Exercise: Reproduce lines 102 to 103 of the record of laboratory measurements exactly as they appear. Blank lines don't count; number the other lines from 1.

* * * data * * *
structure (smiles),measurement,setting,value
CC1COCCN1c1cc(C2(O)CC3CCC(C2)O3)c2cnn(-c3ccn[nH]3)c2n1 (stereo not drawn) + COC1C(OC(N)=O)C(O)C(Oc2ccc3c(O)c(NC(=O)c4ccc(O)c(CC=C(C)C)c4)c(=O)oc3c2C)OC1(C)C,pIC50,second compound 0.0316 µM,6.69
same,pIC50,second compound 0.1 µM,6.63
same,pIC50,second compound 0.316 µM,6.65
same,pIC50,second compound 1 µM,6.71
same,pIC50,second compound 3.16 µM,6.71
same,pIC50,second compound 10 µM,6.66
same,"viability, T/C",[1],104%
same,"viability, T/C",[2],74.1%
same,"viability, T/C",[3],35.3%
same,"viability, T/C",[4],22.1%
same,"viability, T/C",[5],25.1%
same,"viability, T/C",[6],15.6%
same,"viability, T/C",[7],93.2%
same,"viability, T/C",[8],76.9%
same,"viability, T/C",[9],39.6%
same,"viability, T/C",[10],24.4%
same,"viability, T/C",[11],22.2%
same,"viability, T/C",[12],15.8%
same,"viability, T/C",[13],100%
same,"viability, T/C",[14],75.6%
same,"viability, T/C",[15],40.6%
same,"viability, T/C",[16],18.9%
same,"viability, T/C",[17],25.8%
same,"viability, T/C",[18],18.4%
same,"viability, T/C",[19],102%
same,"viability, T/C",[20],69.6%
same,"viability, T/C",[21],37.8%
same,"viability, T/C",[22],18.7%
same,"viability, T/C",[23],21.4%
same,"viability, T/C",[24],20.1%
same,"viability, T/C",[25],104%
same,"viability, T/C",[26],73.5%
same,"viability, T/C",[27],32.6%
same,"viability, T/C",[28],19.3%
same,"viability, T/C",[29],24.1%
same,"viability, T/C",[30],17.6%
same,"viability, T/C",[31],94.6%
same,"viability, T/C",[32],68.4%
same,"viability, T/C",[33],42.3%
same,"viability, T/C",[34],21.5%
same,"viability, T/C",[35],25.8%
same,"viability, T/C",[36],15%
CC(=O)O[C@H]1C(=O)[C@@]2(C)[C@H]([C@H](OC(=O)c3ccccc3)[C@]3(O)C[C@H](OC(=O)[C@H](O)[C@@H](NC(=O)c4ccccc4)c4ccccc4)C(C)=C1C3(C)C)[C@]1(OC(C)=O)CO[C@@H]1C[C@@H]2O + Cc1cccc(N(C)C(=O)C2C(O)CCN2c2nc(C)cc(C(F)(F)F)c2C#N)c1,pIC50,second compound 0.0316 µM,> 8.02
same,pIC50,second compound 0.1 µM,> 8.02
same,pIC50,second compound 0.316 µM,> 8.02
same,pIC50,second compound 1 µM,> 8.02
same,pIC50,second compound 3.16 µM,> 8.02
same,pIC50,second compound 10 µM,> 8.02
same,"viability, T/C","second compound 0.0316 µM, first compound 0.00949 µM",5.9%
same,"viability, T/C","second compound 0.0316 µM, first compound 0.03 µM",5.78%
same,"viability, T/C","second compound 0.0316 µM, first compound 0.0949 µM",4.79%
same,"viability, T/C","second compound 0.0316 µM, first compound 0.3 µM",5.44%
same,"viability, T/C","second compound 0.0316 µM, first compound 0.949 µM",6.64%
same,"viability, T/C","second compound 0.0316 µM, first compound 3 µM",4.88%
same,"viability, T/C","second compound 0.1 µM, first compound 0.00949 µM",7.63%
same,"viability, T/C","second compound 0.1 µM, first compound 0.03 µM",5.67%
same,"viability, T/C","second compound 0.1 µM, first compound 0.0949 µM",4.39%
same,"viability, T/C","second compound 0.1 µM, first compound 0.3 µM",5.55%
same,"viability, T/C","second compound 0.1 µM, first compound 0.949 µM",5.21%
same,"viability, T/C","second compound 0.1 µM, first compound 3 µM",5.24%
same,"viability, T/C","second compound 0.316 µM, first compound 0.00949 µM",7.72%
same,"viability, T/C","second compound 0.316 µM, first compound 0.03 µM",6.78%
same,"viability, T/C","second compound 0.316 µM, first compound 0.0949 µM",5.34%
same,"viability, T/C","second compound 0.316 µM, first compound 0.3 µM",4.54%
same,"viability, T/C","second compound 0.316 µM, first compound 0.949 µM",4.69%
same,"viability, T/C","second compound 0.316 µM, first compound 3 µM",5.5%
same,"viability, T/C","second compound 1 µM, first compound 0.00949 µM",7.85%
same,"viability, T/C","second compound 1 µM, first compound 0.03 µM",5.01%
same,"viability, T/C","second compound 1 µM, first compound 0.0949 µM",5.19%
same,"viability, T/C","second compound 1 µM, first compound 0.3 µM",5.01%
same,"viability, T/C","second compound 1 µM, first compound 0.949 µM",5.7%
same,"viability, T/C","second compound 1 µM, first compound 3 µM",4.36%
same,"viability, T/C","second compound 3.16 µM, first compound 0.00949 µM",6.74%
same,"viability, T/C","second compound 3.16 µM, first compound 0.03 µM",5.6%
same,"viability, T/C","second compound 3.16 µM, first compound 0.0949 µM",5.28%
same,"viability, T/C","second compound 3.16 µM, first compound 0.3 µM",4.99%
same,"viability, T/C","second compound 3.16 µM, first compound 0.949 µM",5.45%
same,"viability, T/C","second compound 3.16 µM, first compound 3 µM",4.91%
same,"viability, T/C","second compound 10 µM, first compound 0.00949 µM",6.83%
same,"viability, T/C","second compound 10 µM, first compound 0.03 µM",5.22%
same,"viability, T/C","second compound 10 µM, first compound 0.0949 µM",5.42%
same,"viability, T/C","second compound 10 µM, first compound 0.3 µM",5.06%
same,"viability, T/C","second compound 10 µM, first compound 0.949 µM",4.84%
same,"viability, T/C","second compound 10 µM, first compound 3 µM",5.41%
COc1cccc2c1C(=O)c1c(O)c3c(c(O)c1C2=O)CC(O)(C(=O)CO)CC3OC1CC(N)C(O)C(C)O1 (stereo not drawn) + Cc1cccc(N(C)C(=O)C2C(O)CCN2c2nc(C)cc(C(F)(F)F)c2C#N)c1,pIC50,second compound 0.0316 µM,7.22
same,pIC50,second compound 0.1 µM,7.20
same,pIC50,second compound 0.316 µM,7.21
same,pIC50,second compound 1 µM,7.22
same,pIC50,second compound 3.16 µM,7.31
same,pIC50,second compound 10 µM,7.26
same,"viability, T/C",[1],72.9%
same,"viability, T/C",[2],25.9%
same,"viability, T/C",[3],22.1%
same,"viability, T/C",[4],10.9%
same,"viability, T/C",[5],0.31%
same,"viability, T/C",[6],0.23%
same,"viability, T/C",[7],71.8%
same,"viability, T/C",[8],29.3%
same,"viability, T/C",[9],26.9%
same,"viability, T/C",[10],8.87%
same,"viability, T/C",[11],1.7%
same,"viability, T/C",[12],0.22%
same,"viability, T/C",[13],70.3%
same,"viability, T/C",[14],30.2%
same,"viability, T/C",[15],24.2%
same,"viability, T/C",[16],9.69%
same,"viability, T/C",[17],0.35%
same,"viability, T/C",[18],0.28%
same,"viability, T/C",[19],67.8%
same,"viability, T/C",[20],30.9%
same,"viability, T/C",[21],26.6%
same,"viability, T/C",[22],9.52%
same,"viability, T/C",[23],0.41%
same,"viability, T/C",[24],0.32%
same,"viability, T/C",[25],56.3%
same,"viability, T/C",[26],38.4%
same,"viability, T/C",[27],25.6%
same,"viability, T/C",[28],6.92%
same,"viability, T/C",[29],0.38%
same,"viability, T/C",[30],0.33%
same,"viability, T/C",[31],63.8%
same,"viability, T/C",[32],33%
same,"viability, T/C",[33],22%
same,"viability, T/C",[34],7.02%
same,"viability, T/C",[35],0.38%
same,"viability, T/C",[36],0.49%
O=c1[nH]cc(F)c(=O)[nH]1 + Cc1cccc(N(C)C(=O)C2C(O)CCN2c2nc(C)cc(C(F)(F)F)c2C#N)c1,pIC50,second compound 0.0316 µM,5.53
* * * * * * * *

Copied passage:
same,"viability, T/C",[11],1.7%
same,"viability, T/C",[12],0.22%